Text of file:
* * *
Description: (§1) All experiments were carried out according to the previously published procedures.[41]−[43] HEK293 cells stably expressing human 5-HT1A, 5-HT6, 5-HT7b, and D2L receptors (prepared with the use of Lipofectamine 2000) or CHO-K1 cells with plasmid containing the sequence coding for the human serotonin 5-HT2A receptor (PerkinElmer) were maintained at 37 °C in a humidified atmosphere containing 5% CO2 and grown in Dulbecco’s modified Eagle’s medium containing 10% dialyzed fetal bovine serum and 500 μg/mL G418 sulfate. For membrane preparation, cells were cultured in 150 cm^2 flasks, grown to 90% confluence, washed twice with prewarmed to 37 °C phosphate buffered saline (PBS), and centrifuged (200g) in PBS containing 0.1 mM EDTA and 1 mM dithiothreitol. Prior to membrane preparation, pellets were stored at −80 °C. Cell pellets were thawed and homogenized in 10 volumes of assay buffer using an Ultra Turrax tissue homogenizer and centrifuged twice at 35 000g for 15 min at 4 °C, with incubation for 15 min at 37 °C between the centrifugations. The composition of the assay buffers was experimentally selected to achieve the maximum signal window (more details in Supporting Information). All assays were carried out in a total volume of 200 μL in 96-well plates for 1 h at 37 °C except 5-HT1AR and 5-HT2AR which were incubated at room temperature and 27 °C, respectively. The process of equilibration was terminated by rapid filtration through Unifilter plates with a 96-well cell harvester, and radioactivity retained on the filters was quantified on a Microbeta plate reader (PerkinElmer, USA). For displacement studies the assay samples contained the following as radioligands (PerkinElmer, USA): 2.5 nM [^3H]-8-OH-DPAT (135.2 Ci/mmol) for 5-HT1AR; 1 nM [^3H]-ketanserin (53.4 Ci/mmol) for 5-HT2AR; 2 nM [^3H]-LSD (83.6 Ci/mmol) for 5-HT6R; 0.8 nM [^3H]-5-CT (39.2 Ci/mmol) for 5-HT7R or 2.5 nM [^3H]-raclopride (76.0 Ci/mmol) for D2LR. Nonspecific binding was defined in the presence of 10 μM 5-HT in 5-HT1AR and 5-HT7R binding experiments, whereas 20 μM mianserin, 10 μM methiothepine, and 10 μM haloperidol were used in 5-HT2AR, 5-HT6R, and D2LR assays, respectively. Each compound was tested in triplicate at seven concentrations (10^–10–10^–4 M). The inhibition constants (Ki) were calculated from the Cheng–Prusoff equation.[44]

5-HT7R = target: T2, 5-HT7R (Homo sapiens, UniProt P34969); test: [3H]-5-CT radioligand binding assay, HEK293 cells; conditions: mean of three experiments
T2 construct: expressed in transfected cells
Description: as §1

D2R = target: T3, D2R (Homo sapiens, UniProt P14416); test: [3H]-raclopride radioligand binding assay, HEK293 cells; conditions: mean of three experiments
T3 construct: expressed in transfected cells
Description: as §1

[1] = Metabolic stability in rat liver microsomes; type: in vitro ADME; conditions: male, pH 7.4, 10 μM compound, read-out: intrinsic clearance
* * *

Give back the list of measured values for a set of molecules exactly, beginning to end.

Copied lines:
Description: (§1) All experiments were carried out according to the previously published procedures.[41]−[43] HEK293 cells stably expressing human 5-HT1A, 5-HT6, 5-HT7b, and D2L receptors (prepared with the use of Lipofectamine 2000) or CHO-K1 cells with plasmid containing the sequence coding for the human serotonin 5-HT2A receptor (PerkinElmer) were maintained at 37 °C in a humidified atmosphere containing 5% CO2 and grown in Dulbecco’s modified Eagle’s medium containing 10% dialyzed fetal bovine serum and 500 μg/mL G418 sulfate. For membrane preparation, cells were cultured in 150 cm^2 flasks, grown to 90% confluence, washed twice with prewarmed to 37 °C phosphate buffered saline (PBS), and centrifuged (200g) in PBS containing 0.1 mM EDTA and 1 mM dithiothreitol. Prior to membrane preparation, pellets were stored at −80 °C. Cell pellets were thawed and homogenized in 10 volumes of assay buffer using an Ultra Turrax tissue homogenizer and centrifuged twice at 35 000g for 15 min at 4 °C, with incubation for 15 min at 37 °C between the centrifugations. The composition of the assay buffers was experimentally selected to achieve the maximum signal window (more details in Supporting Information). All assays were carried out in a total volume of 200 μL in 96-well plates for 1 h at 37 °C except 5-HT1AR and 5-HT2AR which were incubated at room temperature and 27 °C, respectively. The process of equilibration was terminated by rapid filtration through Unifilter plates with a 96-well cell harvester, and radioactivity retained on the filters was quantified on a Microbeta plate reader (PerkinElmer, USA). For displacement studies the assay samples contained the following as radioligands (PerkinElmer, USA): 2.5 nM [^3H]-8-OH-DPAT (135.2 Ci/mmol) for 5-HT1AR; 1 nM [^3H]-ketanserin (53.4 Ci/mmol) for 5-HT2AR; 2 nM [^3H]-LSD (83.6 Ci/mmol) for 5-HT6R; 0.8 nM [^3H]-5-CT (39.2 Ci/mmol) for 5-HT7R or 2.5 nM [^3H]-raclopride (76.0 Ci/mmol) for D2LR. Nonspecific binding was defined in the presence of 10 μM 5-HT in 5-HT1AR and 5-HT7R binding experiments, whereas 20 μM mianserin, 10 μM methiothepine, and 10 μM haloperidol were used in 5-HT2AR, 5-HT6R, and D2LR assays, respectively. Each compound was tested in triplicate at seven concentrations (10^–10–10^–4 M). The inhibition constants (Ki) were calculated from the Cheng–Prusoff equation.[44]

5-HT7R = target: T2, 5-HT7R (Homo sapiens, UniProt P34969); test: [3H]-5-CT radioligand binding assay, HEK293 cells; conditions: mean of three experiments
T2 construct: expressed in transfected cells
Description: as §1

D2R = target: T3, D2R (Homo sapiens, UniProt P14416); test: [3H]-raclopride radioligand binding assay, HEK293 cells; conditions: mean of three experiments
T3 construct: expressed in transfected cells
Description: as §1

[1] = Metabolic stability in rat liver microsomes; type: in vitro ADME; conditions: male, pH 7.4, 10 μM compound, read-out: intrinsic clearance